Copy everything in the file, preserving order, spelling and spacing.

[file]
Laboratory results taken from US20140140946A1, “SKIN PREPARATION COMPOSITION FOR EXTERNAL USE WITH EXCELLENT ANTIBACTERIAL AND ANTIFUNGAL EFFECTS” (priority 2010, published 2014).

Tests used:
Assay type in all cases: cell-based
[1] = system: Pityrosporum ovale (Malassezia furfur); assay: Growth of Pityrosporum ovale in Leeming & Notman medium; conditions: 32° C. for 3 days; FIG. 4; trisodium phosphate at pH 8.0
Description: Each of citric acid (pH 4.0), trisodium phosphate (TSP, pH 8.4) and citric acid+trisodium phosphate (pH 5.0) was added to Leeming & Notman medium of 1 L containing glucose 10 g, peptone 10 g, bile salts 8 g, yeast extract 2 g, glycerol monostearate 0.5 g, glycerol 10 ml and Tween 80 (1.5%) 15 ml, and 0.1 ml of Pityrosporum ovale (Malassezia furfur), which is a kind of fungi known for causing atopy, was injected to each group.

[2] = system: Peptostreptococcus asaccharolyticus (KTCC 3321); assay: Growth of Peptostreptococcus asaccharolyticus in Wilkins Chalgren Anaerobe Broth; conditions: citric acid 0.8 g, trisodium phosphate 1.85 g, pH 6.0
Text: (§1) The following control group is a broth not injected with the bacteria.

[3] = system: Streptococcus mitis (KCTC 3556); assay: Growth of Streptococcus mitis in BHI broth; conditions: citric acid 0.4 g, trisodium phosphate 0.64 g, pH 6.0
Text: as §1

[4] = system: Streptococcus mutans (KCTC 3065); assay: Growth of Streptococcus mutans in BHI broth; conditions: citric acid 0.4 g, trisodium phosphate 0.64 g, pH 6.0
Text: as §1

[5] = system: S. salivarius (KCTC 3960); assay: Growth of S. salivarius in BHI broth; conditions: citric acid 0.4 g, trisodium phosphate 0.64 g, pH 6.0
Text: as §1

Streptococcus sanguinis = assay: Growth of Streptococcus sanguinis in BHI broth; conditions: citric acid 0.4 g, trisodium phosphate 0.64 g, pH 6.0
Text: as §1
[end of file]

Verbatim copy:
Laboratory results taken from US20140140946A1, “SKIN PREPARATION COMPOSITION FOR EXTERNAL USE WITH EXCELLENT ANTIBACTERIAL AND ANTIFUNGAL EFFECTS” (priority 2010, published 2014).

Tests used:
Assay type in all cases: cell-based
[1] = system: Pityrosporum ovale (Malassezia furfur); assay: Growth of Pityrosporum ovale in Leeming & Notman medium; conditions: 32° C. for 3 days; FIG. 4; trisodium phosphate at pH 8.0
Description: Each of citric acid (pH 4.0), trisodium phosphate (TSP, pH 8.4) and citric acid+trisodium phosphate (pH 5.0) was added to Leeming & Notman medium of 1 L containing glucose 10 g, peptone 10 g, bile salts 8 g, yeast extract 2 g, glycerol monostearate 0.5 g, glycerol 10 ml and Tween 80 (1.5%) 15 ml, and 0.1 ml of Pityrosporum ovale (Malassezia furfur), which is a kind of fungi known for causing atopy, was injected to each group.

[2] = system: Peptostreptococcus asaccharolyticus (KTCC 3321); assay: Growth of Peptostreptococcus asaccharolyticus in Wilkins Chalgren Anaerobe Broth; conditions: citric acid 0.8 g, trisodium phosphate 1.85 g, pH 6.0
Text: (§1) The following control group is a broth not injected with the bacteria.

[3] = system: Streptococcus mitis (KCTC 3556); assay: Growth of Streptococcus mitis in BHI broth; conditions: citric acid 0.4 g, trisodium phosphate 0.64 g, pH 6.0
Text: as §1

[4] = system: Streptococcus mutans (KCTC 3065); assay: Growth of Streptococcus mutans in BHI broth; conditions: citric acid 0.4 g, trisodium phosphate 0.64 g, pH 6.0
Text: as §1

[5] = system: S. salivarius (KCTC 3960); assay: Growth of S. salivarius in BHI broth; conditions: citric acid 0.4 g, trisodium phosphate 0.64 g, pH 6.0
Text: as §1

Streptococcus sanguinis = assay: Growth of Streptococcus sanguinis in BHI broth; conditions: citric acid 0.4 g, trisodium phosphate 0.64 g, pH 6.0
Text: as §1